In honour of Leith’s Heron restaurant receiving a Michelin star, we re-visited our trip from September 2021
Words Miriam Methuen-Jones
When ‘relaxed’ and ‘fine dining’ are used in the same sentence, I can’t help but raise an eyebrow, picturing small portions, a stifled atmosphere, and a few incongruously cheery cushions dotted about the place. Happily, as soon as I walk through the doors of Heron, a new restaurant in Leith, I discover my cynicism is unfounded – whatever its website might promise.
Set up by a pair of young chefs, Tomás Gormley and Sam Yorke (pictured), Heron picks up where their much-lauded gourmet pop-up, Bad Seeds, left off. The open-plan space has seating on a raised platform (to better enjoy the views out over the Shore) and a bar that positively encourages you to sample the extensive drinks list. There’s also a handful of comfortable armchairs close to the bar if you’re only looking for a tipple. It would be a mistake not to try the food, though.
The menu is small but thoughtful, with quality ingredients and creative combinations accounting for the ‘fine dining’ label. Hand-dived Orkney scallops on a bed of cucumber and grape, and roast beetroot with flaked almonds made for a thrilling start to our meal. The agnolotti in a pumpkin broth was delicious, but it was the partridge that really stole the show. There may have been the slightest nod to Roald Dahl with this raisin-stuffed bird, but I doubt Danny’s champion pheasants had the privilege of being served up alongside a delectable pancetta-topped brioche. Special mention must also go to the sourdough from local Company Bakery which was delightfully thick and made the perfect base for whipped crabmeat butter.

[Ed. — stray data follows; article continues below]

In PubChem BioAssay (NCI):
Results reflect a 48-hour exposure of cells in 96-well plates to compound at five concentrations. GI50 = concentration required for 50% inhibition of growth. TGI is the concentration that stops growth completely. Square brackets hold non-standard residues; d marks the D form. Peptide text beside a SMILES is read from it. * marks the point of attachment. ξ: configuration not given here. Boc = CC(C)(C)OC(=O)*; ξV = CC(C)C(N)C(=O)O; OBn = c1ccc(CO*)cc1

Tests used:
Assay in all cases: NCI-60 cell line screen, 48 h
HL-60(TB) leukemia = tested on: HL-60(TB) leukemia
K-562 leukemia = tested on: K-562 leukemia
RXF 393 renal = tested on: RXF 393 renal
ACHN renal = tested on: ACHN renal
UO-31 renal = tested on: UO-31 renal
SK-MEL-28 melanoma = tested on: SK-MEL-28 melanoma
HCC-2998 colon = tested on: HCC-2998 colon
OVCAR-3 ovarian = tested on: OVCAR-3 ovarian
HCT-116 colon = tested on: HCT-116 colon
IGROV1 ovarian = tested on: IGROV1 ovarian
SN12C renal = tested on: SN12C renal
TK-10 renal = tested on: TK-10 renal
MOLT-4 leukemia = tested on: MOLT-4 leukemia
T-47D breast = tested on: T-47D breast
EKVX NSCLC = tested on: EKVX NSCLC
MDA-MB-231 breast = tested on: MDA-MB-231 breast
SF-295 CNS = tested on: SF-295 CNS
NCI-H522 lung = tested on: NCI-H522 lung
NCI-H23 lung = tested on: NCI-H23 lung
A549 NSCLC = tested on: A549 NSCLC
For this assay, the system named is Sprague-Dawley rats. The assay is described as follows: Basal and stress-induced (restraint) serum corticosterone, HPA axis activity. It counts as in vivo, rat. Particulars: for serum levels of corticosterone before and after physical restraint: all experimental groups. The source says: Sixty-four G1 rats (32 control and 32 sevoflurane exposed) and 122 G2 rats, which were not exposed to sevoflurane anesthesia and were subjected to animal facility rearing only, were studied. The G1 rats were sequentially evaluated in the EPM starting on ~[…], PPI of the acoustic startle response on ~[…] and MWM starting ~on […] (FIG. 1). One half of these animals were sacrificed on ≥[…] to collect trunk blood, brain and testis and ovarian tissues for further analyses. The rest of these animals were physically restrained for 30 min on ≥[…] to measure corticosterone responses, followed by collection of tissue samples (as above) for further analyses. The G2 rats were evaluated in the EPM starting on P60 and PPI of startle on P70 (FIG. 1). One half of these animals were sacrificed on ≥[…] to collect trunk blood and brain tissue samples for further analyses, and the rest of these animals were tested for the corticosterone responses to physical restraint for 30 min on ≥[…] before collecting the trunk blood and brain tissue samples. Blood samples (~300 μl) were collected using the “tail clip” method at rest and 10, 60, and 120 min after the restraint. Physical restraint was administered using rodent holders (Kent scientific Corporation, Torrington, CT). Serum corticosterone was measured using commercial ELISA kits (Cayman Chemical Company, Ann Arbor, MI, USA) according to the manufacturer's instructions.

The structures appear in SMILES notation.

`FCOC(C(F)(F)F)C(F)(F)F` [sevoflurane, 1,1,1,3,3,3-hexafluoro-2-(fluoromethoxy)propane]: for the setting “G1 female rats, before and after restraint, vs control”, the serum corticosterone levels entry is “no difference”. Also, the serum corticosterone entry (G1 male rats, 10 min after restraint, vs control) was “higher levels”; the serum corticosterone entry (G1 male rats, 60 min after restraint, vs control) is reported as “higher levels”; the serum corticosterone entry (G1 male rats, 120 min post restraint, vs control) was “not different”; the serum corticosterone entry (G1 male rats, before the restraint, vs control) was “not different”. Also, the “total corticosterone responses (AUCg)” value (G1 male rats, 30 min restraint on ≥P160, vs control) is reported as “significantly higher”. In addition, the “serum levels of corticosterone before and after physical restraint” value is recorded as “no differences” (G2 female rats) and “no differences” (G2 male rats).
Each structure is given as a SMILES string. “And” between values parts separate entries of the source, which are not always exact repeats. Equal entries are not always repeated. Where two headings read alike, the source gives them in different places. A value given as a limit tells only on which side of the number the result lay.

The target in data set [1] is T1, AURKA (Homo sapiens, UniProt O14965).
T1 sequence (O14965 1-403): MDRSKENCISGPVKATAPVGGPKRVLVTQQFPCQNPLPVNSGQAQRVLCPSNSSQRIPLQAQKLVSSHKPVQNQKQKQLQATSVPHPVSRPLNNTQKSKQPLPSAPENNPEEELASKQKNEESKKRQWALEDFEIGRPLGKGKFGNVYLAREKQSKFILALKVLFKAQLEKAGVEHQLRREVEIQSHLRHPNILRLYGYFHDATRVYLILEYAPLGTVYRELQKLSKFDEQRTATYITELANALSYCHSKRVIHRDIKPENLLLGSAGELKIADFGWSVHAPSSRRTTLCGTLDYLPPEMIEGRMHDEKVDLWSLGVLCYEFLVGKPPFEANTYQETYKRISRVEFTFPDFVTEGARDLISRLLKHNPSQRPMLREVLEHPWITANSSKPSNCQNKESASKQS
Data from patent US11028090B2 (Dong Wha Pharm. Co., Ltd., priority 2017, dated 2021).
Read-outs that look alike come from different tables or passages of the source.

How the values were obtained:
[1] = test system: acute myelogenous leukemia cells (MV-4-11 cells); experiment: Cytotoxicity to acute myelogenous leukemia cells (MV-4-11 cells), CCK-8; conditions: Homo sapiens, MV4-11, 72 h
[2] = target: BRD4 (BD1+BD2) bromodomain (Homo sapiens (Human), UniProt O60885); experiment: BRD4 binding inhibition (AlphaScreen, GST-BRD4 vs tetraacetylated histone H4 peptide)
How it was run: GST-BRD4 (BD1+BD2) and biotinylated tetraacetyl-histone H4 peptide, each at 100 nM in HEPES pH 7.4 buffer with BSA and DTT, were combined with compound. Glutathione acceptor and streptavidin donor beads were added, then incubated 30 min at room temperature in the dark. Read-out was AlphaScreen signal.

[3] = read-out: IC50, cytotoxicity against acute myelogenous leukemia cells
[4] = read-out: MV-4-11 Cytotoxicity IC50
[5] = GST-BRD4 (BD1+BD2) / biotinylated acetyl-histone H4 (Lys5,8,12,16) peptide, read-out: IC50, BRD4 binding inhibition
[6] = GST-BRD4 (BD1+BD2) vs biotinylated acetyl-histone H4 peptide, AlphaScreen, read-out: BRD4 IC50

Despite the atmospheric backdrop of glittering lights on the water, the staff are perhaps what really give Heron its soothing atmosphere. It’s clear that general manager Glen Montgomery (previously a head sommelier) has a vast and varied knowledge of drinks at his disposal, making some excellent suggestions for pairings. His refreshing, unpretentious attitude towards wine immediately put us at ease and perfectly echoed the feel of the restaurant. This is a place to treat and explore, but ultimately, it’s also a place to unwind.
Heron, on Henderson Street in Edinburgh, Leith is now the proud owner of one Michelin star. Here’s hoping Scotland continues its trend of producing award-winning scran.